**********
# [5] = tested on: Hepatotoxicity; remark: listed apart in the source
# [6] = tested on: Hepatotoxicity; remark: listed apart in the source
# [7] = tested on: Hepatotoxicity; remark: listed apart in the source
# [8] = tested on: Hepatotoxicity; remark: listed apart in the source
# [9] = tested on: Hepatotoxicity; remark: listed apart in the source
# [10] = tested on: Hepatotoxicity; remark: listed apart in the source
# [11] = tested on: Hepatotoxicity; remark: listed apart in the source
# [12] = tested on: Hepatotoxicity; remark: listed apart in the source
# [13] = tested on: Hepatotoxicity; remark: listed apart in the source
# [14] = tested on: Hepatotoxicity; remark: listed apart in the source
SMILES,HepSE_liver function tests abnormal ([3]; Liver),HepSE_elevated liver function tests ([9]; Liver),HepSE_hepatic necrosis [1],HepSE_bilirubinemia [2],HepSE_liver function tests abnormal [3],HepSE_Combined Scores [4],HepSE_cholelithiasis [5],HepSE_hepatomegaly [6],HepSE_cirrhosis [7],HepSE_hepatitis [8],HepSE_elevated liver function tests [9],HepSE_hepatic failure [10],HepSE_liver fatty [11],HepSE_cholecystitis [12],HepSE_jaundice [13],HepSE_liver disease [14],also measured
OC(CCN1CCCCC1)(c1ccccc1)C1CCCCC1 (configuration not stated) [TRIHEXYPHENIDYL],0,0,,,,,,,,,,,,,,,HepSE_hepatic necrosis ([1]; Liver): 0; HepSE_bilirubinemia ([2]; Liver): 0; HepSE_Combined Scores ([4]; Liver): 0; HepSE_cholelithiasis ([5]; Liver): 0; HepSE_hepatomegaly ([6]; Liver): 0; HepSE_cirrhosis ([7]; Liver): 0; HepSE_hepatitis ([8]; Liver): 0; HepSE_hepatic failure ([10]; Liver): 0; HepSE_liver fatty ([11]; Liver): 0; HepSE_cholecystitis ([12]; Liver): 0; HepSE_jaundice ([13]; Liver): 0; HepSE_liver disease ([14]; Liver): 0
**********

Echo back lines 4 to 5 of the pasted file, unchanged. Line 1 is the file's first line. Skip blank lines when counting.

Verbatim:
# [8] = tested on: Hepatotoxicity; remark: listed apart in the source
# [9] = tested on: Hepatotoxicity; remark: listed apart in the source